In its 10th edition, the biennial Ayam Beirut Al Cinema’iya took place from March 29 to April 6, 2019. The film festival has showcased, fostered, and defended Arab films made and conceived independently, however vague a definition that might be, for the past twenty years. Middle Eastern cinema has historically struggled on two fronts: the domestic one, in the fight against censorship; and the far more insidious international one. In the artistic flight from poor or inexistent funding and distribution circuits that favor commercial cinema (from either Egypt or the US), Arab filmmakers in many cases have had to rely on Western producers, festivals, and co-production platforms to get their projects going. Arthouse philanthropy doesn’t come cheap and the price film directors from the region often have to pay is, curiously enough, one affecting their creative autonomy. For while “freedom of expression” is supposedly what international support is meant to afford them, the reality is far less romantic than these beautiful, empty words suggest.
Diana El Jeoiroudi, the director of the (now defunct) Syrian documentary festival Dox Box, raised a particularly interesting point in this regard in a recent interview where she claims that “it's a fact that countries with [a] poorer film economy and film distribution look towards the countries with [a] richer film economy and distribution opportunities, and this has its effects on the whole production of films.” In the same interview, she goes on to admit that “some content producers and filmmakers have been able to navigate this complexity and bring out their stories with organic unique artistic voices […] but [there have also been some] unfortunate experiences where directors and storytellers, as well as their producers, were unable to shape their films as natively and organically. The thrill or temptation of having success was far more relevant to them than their own voices.”
There is no going around the fact that most festival programmers, producers, and distributors, upon which the international exposure of Arab films depend, have little more than a touristic understanding of the region’s dynamics, artistic and otherwise. As a matter of course, the films that get greenlit, selected, and financed at prestigious international festivals/markets inevitably reflect the expectations, assumptions, and cultural myopia of the people behind these decisions.
It is precisely in this problematic respect that an initiative like the Beirut Cinema Platform, a sidebar dedicated to co-production now in its 4th edition, is no mere “industry event.” Born to enhance the local film industry and to facilitate co-productions, BCP this year has brought together a total of 29 film projects in development and post-production from around the Arab world. The organizers noted in the accompanying booklet that this edition also registered a “growth in diversity” and films “ranging from epic romances to gore genre, from marginal communities to sexuality.” It goes on to note that “this year’s topics push the boundaries [with] which we have come to associate Arab cinema.” If more nuances, both narrative and aesthetic, are to emerge from regional productions, the self-determining role of such platforms is going to be crucial. This is not to say that identitarian culturalism and artistic nationalism are a desirable alternative to the dominant model of film production, distribution, and exhibition. But for transcultural synergies to be meaningfully such, it is imperative to question the economic subordination Arab cinema, as a matter of political course, finds itself in. In doing so, the paternalistic benevolence and superiority complexes afflicting the European film industry will be put into perspective. Who knows, maybe one day, audiences will stop associating Arab cinema exclusively with wars, veiled women, and social realism thus making room for the heterogeneity, warts and all, lurking behind cinematic stereotypes and preconceptions. That it is women who are willing and capable to transcend the limitations of “Arab cinema” as (stereo)typically intended might not be entirely coincidental.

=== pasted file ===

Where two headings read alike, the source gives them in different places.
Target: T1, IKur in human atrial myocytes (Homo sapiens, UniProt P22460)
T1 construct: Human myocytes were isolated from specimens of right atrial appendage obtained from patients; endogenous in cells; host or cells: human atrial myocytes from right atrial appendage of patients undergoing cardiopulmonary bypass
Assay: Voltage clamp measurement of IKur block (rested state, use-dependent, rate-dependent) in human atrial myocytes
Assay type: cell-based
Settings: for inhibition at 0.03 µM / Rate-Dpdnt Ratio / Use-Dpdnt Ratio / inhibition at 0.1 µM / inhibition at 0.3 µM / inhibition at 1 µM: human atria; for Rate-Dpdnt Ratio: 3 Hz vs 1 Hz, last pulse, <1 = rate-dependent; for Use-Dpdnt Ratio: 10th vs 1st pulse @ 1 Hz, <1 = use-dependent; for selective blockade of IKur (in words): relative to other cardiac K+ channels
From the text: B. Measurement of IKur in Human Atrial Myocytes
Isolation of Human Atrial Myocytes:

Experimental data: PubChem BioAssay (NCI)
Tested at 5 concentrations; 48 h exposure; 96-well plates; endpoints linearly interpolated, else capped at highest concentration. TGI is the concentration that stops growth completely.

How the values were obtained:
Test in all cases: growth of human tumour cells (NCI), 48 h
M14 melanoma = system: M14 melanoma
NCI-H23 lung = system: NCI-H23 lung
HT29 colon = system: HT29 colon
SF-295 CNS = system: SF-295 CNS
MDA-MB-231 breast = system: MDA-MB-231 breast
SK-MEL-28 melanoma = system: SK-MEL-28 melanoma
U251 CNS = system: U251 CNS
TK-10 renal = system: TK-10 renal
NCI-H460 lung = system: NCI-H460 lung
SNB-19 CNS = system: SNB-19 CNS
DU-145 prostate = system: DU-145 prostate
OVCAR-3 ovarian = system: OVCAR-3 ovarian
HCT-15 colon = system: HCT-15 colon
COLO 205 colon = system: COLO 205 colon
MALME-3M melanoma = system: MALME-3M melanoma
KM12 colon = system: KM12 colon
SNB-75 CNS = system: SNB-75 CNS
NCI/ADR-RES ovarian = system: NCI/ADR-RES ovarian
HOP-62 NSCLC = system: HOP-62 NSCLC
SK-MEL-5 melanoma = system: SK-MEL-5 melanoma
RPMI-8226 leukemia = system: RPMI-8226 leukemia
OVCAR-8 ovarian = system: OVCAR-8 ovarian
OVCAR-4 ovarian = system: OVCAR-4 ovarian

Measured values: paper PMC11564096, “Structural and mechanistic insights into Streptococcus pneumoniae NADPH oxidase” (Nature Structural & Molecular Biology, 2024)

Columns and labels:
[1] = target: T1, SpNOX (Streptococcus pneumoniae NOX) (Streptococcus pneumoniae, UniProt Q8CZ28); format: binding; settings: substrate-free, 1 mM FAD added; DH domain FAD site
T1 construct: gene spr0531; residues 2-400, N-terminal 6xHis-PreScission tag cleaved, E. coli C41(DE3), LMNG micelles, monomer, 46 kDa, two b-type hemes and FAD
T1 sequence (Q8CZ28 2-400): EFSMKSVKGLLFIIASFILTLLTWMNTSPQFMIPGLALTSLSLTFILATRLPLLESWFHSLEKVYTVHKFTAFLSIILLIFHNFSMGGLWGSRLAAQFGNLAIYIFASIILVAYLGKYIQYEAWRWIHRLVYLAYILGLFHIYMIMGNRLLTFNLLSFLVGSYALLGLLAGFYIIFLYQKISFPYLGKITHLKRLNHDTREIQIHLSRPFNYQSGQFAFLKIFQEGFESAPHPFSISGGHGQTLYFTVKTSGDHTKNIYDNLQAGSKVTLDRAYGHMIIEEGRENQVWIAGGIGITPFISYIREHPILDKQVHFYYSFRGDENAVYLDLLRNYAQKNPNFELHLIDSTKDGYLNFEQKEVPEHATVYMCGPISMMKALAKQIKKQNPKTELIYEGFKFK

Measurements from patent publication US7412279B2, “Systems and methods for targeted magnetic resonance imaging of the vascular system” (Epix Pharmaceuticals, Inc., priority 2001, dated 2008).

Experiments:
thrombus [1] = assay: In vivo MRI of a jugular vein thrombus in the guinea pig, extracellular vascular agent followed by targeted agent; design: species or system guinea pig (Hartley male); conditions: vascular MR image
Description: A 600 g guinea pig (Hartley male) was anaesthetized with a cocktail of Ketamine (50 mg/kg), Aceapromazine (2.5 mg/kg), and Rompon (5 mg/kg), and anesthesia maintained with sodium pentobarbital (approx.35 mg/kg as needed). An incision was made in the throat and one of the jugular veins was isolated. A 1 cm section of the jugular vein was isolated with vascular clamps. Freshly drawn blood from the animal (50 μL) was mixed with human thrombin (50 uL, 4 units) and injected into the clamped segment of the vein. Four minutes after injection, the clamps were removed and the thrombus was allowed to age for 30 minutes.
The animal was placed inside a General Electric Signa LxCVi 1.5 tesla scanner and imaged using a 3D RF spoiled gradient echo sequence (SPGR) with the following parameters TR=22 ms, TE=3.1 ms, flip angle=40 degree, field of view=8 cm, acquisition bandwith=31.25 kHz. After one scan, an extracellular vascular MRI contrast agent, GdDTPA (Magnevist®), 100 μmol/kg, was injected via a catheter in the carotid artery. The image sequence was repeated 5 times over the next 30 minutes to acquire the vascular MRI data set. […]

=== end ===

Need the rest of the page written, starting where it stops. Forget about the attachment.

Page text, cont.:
If the works by the younger generation screened during Ayam Beirut Al Cinema’iya are anything to go by, there clearly is a will to evade the representational limits of realism and surpass the tropes commonly held by Arab cinema. Muriele Honein’s Flouty Express (Lebanon, 2019); Maha Al-Saati’s Hair: The Story of Grass (Saudi Arabia/Canada, 2018); and Mariam Mekiwi’s Before I Forget (Egypt/Germany, 2018), despite their genuine imperfections, are all characterized by a formal audacity stemming from a tangible, expressive urge.
In Flouty Express, the director toys with the iconography of noir without ever descending into pastiche, sustained by a very quick wit and a knack for inventive compositions. A couple drives a car on a deserted mountain road; in the backseat is a dead guy who the girl is planning to marry so that she can get the inheritance. The whole film is recounted in voiceover by the dead guy.
In Hair: The Story of Grass, Maha Al-Saati stages a flamboyant charade on the gender politics of facial and body hair. She playfully turns the narrative devices of fairytales upside-down, slipping into her short film some thoughtful considerations about the farcical tragedy of traditional roles.
Possibly the most proficient of the three, Before I Forget, is an elegiac piece of seafaring science-fiction. Plot-wise not much is given, let alone made clear. The film’s synopsis doesn’t add much either: “El Captain disappears, one of his disciples takes a journey in the ocean to cut off the internet cable, the water level is rising, an amphibian woman appears at the shore looking for her mother, and the memories of two women in a ward intertwine. Scientist Dr. Sharaf is trying to congregate all of them – the members of the secret society of amphibians – in an attempt to save the world.” Though not driven by a self-explanatory narrative, Mekiwi’s amphibious film is traversed by a hypnotic feel sublimated by terse photography, a supernatural understanding of locations, and a sentient use of the actors’ and actresses’ bodies. With no special effects, the director is able to transfigure the maritime set and conjure a space of metaphysical abstraction where not only disbelief is suspended, but also any need to make sense of the story.